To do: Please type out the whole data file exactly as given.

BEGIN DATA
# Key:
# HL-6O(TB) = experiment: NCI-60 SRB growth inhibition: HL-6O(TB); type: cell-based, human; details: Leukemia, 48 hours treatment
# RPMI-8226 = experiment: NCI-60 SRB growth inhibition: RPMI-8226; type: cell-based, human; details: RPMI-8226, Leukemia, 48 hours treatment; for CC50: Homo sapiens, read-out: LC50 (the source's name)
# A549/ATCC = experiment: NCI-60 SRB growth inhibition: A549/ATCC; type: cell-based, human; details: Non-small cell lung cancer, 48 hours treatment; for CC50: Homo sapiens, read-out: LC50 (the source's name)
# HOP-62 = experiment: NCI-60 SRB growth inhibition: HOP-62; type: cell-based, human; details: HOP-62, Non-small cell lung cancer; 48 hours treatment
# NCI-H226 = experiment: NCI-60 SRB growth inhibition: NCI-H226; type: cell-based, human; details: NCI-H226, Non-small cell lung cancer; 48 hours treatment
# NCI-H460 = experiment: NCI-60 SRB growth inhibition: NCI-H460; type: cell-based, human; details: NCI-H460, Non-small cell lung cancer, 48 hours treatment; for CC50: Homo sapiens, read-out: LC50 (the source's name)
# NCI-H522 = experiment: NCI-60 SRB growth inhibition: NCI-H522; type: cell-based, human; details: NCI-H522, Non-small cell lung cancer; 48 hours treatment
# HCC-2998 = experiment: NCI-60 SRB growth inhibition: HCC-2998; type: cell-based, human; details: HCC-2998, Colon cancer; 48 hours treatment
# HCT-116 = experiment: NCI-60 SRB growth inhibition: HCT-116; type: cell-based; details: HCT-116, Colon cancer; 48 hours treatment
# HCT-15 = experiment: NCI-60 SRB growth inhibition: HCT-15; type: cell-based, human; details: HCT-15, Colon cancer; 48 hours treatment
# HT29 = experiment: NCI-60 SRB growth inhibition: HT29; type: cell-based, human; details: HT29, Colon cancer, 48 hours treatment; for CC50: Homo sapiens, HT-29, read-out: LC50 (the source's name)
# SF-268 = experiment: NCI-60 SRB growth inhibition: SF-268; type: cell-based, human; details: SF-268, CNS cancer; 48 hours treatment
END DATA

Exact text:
# Key:
# HL-6O(TB) = experiment: NCI-60 SRB growth inhibition: HL-6O(TB); type: cell-based, human; details: Leukemia, 48 hours treatment
# RPMI-8226 = experiment: NCI-60 SRB growth inhibition: RPMI-8226; type: cell-based, human; details: RPMI-8226, Leukemia, 48 hours treatment; for CC50: Homo sapiens, read-out: LC50 (the source's name)
# A549/ATCC = experiment: NCI-60 SRB growth inhibition: A549/ATCC; type: cell-based, human; details: Non-small cell lung cancer, 48 hours treatment; for CC50: Homo sapiens, read-out: LC50 (the source's name)
# HOP-62 = experiment: NCI-60 SRB growth inhibition: HOP-62; type: cell-based, human; details: HOP-62, Non-small cell lung cancer; 48 hours treatment
# NCI-H226 = experiment: NCI-60 SRB growth inhibition: NCI-H226; type: cell-based, human; details: NCI-H226, Non-small cell lung cancer; 48 hours treatment
# NCI-H460 = experiment: NCI-60 SRB growth inhibition: NCI-H460; type: cell-based, human; details: NCI-H460, Non-small cell lung cancer, 48 hours treatment; for CC50: Homo sapiens, read-out: LC50 (the source's name)
# NCI-H522 = experiment: NCI-60 SRB growth inhibition: NCI-H522; type: cell-based, human; details: NCI-H522, Non-small cell lung cancer; 48 hours treatment
# HCC-2998 = experiment: NCI-60 SRB growth inhibition: HCC-2998; type: cell-based, human; details: HCC-2998, Colon cancer; 48 hours treatment
# HCT-116 = experiment: NCI-60 SRB growth inhibition: HCT-116; type: cell-based; details: HCT-116, Colon cancer; 48 hours treatment
# HCT-15 = experiment: NCI-60 SRB growth inhibition: HCT-15; type: cell-based, human; details: HCT-15, Colon cancer; 48 hours treatment
# HT29 = experiment: NCI-60 SRB growth inhibition: HT29; type: cell-based, human; details: HT29, Colon cancer, 48 hours treatment; for CC50: Homo sapiens, HT-29, read-out: LC50 (the source's name)
# SF-268 = experiment: NCI-60 SRB growth inhibition: SF-268; type: cell-based, human; details: SF-268, CNS cancer; 48 hours treatment